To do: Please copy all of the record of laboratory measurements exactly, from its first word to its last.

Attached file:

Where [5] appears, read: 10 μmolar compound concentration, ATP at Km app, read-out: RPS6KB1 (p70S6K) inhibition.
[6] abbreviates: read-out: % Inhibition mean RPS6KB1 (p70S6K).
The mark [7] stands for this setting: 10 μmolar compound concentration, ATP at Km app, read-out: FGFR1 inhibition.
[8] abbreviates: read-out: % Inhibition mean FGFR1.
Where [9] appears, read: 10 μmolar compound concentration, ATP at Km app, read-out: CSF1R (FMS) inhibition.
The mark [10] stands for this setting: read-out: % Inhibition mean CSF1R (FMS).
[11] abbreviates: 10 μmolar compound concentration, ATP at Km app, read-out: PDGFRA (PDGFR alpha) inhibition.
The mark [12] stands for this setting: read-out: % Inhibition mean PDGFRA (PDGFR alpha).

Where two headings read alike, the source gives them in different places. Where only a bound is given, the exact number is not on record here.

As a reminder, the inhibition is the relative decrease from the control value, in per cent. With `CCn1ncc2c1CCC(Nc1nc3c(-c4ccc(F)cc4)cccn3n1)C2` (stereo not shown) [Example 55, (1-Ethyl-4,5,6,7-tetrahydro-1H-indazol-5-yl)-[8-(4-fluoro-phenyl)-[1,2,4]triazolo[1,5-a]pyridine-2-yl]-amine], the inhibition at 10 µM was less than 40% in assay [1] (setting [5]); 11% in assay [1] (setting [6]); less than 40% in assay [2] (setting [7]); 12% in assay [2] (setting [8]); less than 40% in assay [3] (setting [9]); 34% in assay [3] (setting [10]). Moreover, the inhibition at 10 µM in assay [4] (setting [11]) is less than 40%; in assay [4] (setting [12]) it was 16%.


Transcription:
Where [5] appears, read: 10 μmolar compound concentration, ATP at Km app, read-out: RPS6KB1 (p70S6K) inhibition.
[6] abbreviates: read-out: % Inhibition mean RPS6KB1 (p70S6K).
The mark [7] stands for this setting: 10 μmolar compound concentration, ATP at Km app, read-out: FGFR1 inhibition.
[8] abbreviates: read-out: % Inhibition mean FGFR1.
Where [9] appears, read: 10 μmolar compound concentration, ATP at Km app, read-out: CSF1R (FMS) inhibition.
The mark [10] stands for this setting: read-out: % Inhibition mean CSF1R (FMS).
[11] abbreviates: 10 μmolar compound concentration, ATP at Km app, read-out: PDGFRA (PDGFR alpha) inhibition.
The mark [12] stands for this setting: read-out: % Inhibition mean PDGFRA (PDGFR alpha).

Where two headings read alike, the source gives them in different places. Where only a bound is given, the exact number is not on record here.

As a reminder, the inhibition is the relative decrease from the control value, in per cent. With `CCn1ncc2c1CCC(Nc1nc3c(-c4ccc(F)cc4)cccn3n1)C2` (stereo not shown) [Example 55, (1-Ethyl-4,5,6,7-tetrahydro-1H-indazol-5-yl)-[8-(4-fluoro-phenyl)-[1,2,4]triazolo[1,5-a]pyridine-2-yl]-amine], the inhibition at 10 µM was less than 40% in assay [1] (setting [5]); 11% in assay [1] (setting [6]); less than 40% in assay [2] (setting [7]); 12% in assay [2] (setting [8]); less than 40% in assay [3] (setting [9]); 34% in assay [3] (setting [10]). Moreover, the inhibition at 10 µM in assay [4] (setting [11]) is less than 40%; in assay [4] (setting [12]) it was 16%.